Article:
Wall Street was set to open lower on Thursday as falling commodities prices prompted an unwinding of bets on risky assets, including equities, while a sour outlook from Cisco hurt technology stocks.
Index futures and commodity prices pared some losses, however, after U.S. data showed a decline in jobless benefit claims last week and a revision to retail sales data suggested consumer spending in the first quarter might have been stronger than initially thought.
All this data kind of just helps people to reinforce the (idea that the) economy is not falling off a cliff and the recovery is still intact, said John Canally, investment strategist at LPL Financial in Boston.
The wave of profit taking in commodities pulled copper prices to their lowest level since December 1 before bouncing back, while spot silver lost more than 4 percent after tumbling about 9 percent Wednesday. The iShares Silver Trust
The market has to differentiate between selling in commodities as a result of margin requirements against the overall backdrop of the global and U.S. economy, Canally said.
Still, the commodities slump is front and center among drivers of the equities market, said Rick Meckler, president of LibertyView Capital Management in New York.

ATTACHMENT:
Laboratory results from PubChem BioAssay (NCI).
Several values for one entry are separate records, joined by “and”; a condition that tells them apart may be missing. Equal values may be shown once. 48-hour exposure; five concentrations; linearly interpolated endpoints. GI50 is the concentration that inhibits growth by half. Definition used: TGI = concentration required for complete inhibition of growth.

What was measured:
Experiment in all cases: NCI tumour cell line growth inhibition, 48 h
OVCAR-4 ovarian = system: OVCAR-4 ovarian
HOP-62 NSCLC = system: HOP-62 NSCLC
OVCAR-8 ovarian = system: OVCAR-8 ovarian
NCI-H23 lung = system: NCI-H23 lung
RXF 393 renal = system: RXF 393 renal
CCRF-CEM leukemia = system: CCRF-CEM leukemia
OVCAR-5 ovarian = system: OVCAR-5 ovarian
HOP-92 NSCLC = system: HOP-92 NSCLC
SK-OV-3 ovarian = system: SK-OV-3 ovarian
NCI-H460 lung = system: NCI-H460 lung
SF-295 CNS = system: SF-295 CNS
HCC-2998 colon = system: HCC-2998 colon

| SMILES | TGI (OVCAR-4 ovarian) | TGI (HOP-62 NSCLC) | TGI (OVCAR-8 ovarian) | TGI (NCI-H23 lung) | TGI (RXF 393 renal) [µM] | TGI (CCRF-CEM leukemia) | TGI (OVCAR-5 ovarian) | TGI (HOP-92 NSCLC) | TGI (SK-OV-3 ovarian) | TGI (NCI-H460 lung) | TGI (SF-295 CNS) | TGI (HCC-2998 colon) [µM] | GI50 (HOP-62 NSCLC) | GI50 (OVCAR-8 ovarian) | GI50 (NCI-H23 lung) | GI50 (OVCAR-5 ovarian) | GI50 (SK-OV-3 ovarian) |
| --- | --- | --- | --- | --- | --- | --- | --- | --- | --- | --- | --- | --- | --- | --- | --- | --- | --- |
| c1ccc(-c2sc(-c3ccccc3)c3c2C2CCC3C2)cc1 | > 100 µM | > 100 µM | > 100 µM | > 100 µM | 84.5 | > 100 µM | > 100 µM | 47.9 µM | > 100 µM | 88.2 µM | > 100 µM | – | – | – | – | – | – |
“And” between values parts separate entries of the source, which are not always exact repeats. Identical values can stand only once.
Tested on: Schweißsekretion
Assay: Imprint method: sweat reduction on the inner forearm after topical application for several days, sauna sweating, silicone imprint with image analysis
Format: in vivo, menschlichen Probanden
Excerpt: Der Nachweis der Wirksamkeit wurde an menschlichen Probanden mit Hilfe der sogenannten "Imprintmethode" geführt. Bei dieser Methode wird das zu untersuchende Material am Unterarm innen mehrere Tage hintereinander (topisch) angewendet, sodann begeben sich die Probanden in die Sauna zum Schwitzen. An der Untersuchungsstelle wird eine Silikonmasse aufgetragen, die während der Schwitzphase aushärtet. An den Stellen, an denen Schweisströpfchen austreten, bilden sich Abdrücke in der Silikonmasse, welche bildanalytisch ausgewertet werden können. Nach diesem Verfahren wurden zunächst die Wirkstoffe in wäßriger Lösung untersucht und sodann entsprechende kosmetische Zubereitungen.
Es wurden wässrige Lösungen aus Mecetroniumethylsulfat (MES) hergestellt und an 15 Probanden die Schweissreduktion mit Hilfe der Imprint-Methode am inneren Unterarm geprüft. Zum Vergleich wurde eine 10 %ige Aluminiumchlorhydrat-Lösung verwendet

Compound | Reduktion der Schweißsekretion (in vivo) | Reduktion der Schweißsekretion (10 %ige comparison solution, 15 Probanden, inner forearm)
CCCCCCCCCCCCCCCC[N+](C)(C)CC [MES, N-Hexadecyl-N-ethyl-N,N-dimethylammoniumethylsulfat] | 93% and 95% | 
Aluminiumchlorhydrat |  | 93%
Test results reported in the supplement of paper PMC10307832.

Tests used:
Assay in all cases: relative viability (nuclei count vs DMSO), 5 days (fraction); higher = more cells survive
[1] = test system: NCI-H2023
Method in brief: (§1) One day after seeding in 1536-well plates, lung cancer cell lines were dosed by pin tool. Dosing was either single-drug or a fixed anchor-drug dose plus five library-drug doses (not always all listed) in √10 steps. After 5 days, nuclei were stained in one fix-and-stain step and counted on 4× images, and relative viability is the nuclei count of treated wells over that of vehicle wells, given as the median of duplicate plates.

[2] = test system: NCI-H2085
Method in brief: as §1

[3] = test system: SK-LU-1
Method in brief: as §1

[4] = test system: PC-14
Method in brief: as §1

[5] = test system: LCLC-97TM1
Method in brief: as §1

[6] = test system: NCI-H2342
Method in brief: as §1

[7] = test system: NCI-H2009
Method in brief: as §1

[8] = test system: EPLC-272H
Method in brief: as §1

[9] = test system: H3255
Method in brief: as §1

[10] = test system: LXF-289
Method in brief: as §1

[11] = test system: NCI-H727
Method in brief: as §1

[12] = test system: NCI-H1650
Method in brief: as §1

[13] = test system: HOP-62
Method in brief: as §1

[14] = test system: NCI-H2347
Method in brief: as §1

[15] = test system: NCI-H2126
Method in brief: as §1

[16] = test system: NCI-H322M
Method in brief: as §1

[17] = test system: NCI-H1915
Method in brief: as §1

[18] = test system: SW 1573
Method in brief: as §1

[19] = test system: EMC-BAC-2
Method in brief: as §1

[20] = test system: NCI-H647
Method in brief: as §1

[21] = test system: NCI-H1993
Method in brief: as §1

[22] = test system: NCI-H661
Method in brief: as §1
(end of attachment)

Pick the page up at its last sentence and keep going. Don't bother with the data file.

Watching commodities' volatility increase is just making people aware the potential exists for equity volatility to pick up in a similar fashion, Meckler said.
Cisco Systems Inc
S&P 500 futures fell 3.6 points and were below fair value, a formula that evaluates pricing by taking into account interest rates, dividends and time to expiration of the contract. Dow Jones industrial average futures lost 37 points and Nasdaq 100 futures dropped 11.5 points.
Fair value indicates the S&P 500 could hold above 1,330 at the open. According to some technical analysts, a string of closes below that level could signal a near-term market top and trigger further selling. Last week's low above 1,329 provides technical support.
The Reuters/Jefferies CRB index <.CRB>, a broad measure of commodity performance, has lost 8.8 percent so far in May.
U.S. crude futures lost 1 percent and the United States Oil Fund LP
(Reporting by Rodrigo Campos; additional reporting by Chuck Mikolajczak; Editing by Padraic Cassidy)